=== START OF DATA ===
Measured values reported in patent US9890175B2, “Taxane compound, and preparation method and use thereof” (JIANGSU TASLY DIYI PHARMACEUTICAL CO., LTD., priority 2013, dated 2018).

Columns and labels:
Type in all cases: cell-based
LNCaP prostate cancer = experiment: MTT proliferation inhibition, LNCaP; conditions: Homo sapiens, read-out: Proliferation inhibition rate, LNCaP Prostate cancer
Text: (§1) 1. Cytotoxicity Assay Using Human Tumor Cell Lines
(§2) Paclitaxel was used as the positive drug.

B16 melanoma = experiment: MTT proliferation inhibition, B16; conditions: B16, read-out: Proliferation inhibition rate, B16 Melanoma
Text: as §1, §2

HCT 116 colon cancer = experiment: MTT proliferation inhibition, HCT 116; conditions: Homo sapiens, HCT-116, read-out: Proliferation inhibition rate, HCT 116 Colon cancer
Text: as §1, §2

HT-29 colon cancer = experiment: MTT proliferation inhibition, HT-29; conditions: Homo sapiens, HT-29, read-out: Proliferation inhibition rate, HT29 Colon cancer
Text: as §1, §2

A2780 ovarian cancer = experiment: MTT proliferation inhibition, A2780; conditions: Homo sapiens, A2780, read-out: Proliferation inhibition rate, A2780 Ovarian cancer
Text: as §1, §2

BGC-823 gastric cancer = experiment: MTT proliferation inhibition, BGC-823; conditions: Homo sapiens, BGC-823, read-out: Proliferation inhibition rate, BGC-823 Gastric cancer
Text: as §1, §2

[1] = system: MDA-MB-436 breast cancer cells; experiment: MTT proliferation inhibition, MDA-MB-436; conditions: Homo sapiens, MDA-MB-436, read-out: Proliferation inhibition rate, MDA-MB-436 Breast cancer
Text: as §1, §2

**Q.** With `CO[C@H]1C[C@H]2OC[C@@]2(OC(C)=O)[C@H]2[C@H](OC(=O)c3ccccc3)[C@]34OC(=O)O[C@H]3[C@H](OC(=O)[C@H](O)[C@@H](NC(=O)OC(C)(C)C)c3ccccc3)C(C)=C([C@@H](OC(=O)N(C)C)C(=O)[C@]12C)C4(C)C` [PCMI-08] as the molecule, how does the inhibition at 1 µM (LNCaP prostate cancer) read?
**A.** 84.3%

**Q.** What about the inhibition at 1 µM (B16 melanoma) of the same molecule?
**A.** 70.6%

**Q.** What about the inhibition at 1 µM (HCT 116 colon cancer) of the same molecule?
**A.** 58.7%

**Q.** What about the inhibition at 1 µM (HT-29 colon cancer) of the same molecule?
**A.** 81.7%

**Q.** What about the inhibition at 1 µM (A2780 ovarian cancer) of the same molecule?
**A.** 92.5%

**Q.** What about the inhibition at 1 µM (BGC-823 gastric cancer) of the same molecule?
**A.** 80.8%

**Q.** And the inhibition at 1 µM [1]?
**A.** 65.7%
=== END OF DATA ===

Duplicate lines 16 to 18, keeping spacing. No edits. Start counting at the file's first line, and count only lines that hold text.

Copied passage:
Text: as §1, §2

[1] = system: MDA-MB-436 breast cancer cells; experiment: MTT proliferation inhibition, MDA-MB-436; conditions: Homo sapiens, MDA-MB-436, read-out: Proliferation inhibition rate, MDA-MB-436 Breast cancer
Text: as §1, §2